This paper examines the impact of the Child Support Performance and Incentive Act (CSPIA) of 1998 on child support performance measures that are rewarded financially as well as outcomes that are not rewarded. Three of the five performance measures explicitly rewarded by CSPIA are reconstructed in this analysis, as are two child support outcomes that were considered for financial rewards but were ultimately rejected. Using a panel interrupted time series model with state fixed effects and state-specific trends, this analysis finds that CSPIA had a statistically positive impact on just one rewarded performance goal, cost-effectiveness, and negatively impacted an unrewarded child support outcome—collections sent to other states. Effect sizes suggest that CSPIA had little impact on child support performance, on balance. These results provide more evidence to the ongoing debate about the ability of performance incentives to improve public sector performance. It also suggests that reforming performance systems in response to perceived problems may create new gaming responses. (Author abstract)

  • Individual Author: Sorenson, Elaine
    Reference Type: Journal Article
    Year: 1997

    The article presents information on a study which examines the income profile of nonresident fathers in the United States and their ability to pay child support. In this study data from the 1987-1988 National Survey of Families and Households and the 1990 Survey of Income and Program Participation were analyzed. This study provides a demographic and economic profile of nonresident fathers who self-report in the surveys, as well as all nonresident fathers, including those who are missed by these surveys. Also, in this study the author contrasts the characteristics of nonresident fathers with those of custodial mothers and resident fathers. In the end he estimates how much more child support nonresident fathers could potentially pay. To ascertain the extent to which nonresident fathers are underrepresented in these surveys, the author compares the number of children that nonresident fathers report living elsewhere with the number reported by custodial mothers. Finally, the estimates of the ability of nonresident fathers to pay child support have not taken into account that...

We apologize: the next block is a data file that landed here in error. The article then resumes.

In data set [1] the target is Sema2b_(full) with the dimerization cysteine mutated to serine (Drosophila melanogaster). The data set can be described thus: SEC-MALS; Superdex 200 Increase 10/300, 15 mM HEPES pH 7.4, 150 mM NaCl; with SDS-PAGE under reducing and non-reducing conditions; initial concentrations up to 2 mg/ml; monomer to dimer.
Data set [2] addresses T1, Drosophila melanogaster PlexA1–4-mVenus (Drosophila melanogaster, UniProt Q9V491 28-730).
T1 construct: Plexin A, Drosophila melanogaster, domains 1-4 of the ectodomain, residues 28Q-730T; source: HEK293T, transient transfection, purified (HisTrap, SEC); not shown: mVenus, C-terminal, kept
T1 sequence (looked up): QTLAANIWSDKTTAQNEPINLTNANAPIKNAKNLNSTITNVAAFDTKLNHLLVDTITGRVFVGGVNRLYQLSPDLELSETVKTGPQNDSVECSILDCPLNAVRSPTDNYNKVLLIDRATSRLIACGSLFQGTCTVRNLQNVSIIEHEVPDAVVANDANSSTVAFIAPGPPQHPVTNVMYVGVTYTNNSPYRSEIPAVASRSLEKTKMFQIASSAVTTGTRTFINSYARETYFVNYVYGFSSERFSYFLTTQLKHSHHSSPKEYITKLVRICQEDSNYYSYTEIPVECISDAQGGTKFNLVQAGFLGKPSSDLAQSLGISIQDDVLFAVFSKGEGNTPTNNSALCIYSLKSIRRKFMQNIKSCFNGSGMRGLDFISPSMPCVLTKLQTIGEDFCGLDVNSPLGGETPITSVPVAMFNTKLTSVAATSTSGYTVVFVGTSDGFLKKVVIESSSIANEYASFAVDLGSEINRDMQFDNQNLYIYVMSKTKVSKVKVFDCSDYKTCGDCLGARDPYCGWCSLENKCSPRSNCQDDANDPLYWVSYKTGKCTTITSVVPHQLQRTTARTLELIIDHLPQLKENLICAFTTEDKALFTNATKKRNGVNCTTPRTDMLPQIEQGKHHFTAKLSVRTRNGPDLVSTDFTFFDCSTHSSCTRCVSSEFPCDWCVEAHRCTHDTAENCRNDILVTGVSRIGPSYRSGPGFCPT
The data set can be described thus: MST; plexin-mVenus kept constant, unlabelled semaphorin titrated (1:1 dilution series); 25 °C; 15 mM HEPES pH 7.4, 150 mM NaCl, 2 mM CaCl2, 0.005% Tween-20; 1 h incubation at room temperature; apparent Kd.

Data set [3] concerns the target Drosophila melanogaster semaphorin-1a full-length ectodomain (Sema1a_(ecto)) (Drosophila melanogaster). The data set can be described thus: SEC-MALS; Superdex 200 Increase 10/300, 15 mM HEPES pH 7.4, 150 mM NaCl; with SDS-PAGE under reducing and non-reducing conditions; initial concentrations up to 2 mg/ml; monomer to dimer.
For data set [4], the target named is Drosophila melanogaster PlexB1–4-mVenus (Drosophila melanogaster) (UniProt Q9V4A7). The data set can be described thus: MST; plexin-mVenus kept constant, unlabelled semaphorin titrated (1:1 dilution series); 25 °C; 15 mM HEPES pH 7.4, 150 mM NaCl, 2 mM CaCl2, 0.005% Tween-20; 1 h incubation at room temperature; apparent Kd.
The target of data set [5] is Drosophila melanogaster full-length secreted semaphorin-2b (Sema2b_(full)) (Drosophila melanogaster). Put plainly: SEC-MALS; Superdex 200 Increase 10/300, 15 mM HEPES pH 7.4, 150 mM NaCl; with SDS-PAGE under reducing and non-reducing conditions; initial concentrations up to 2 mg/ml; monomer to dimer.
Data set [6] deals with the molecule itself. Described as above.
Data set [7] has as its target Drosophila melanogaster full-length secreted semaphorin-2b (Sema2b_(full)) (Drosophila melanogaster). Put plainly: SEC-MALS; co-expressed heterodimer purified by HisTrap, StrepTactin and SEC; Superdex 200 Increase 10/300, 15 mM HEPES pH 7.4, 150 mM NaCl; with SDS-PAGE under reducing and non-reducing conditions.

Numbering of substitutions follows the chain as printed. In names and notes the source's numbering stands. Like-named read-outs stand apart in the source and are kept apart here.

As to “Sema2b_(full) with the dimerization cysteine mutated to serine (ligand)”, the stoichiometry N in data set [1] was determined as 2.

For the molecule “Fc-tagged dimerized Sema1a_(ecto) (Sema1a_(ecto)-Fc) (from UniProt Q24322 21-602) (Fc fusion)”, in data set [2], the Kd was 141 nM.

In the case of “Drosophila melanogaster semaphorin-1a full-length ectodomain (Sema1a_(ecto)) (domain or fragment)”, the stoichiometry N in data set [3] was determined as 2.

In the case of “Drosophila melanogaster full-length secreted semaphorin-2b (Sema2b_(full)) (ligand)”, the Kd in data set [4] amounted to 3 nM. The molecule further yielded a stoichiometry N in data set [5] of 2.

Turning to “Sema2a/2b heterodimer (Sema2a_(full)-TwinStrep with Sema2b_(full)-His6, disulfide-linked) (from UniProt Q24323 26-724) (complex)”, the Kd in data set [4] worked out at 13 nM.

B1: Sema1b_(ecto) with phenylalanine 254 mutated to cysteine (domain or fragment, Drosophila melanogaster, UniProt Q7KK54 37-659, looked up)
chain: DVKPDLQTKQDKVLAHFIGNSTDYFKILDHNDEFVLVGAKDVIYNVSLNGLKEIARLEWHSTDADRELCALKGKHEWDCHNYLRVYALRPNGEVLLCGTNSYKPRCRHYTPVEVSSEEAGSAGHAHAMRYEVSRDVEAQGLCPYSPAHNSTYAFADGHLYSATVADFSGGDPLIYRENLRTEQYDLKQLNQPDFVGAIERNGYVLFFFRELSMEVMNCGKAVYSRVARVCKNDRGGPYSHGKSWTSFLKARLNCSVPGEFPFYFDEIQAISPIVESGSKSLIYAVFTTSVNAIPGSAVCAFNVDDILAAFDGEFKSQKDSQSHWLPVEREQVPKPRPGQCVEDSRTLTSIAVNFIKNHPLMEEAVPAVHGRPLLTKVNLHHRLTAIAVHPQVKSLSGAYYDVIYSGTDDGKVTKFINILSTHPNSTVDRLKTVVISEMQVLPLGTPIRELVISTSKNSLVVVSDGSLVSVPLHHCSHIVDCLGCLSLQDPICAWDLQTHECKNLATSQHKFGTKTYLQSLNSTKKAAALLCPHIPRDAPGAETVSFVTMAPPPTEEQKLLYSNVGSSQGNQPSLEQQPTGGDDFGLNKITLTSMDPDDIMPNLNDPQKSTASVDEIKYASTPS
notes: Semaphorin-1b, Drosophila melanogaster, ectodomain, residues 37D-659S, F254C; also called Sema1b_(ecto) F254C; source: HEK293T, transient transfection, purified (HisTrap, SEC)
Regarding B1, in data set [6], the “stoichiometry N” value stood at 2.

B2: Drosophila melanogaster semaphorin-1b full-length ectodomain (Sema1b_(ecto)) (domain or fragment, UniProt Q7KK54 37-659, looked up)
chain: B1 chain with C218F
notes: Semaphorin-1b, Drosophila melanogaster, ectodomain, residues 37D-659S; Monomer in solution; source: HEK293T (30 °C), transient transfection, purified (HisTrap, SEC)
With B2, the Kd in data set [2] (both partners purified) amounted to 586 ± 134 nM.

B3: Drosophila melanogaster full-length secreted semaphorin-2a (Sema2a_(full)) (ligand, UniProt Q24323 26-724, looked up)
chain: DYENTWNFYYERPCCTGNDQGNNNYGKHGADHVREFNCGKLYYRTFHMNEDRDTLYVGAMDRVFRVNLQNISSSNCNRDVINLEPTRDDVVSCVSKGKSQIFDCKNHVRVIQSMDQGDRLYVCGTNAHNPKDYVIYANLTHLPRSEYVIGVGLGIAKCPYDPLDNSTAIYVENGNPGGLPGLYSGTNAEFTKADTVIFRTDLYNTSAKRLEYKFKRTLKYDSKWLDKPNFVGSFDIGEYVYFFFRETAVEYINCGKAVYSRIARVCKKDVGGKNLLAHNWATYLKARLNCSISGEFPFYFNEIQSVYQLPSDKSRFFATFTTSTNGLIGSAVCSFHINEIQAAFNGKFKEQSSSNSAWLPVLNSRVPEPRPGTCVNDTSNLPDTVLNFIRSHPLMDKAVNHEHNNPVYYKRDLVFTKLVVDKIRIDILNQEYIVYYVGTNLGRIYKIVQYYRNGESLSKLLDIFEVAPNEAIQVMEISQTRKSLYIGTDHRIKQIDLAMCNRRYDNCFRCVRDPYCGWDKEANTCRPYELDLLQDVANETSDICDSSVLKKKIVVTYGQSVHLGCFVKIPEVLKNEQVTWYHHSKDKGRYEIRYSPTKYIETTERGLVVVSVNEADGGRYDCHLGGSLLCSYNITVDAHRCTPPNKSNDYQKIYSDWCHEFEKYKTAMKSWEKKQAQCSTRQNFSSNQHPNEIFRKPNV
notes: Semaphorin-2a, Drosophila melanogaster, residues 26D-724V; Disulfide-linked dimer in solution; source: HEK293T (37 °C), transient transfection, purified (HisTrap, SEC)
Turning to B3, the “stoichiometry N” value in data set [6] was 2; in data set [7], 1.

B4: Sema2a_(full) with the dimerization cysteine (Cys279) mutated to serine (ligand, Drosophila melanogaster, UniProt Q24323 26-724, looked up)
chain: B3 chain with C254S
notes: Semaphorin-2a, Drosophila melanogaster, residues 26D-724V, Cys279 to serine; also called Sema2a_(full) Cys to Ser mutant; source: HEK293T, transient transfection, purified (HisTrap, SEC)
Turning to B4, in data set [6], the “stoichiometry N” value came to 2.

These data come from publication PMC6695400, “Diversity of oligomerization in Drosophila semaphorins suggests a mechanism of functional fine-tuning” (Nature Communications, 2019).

The article presents information on a study which examines the income profile of nonresident fathers in the United States and their ability to pay child support. In this study data from the 1987-1988 National Survey of Families and Households and the 1990 Survey of Income and Program Participation were analyzed. This study provides a demographic and economic profile of nonresident fathers who self-report in the surveys, as well as all nonresident fathers, including those who are missed by these surveys. Also, in this study the author contrasts the characteristics of nonresident fathers with those of custodial mothers and resident fathers. In the end he estimates how much more child support nonresident fathers could potentially pay. To ascertain the extent to which nonresident fathers are underrepresented in these surveys, the author compares the number of children that nonresident fathers report living elsewhere with the number reported by custodial mothers. Finally, the estimates of the ability of nonresident fathers to pay child support have not taken into account that nonresident fathers could respond to higher child support requirements by decreasing their hours worked and thus reducing their ability to pay child support (author abstract).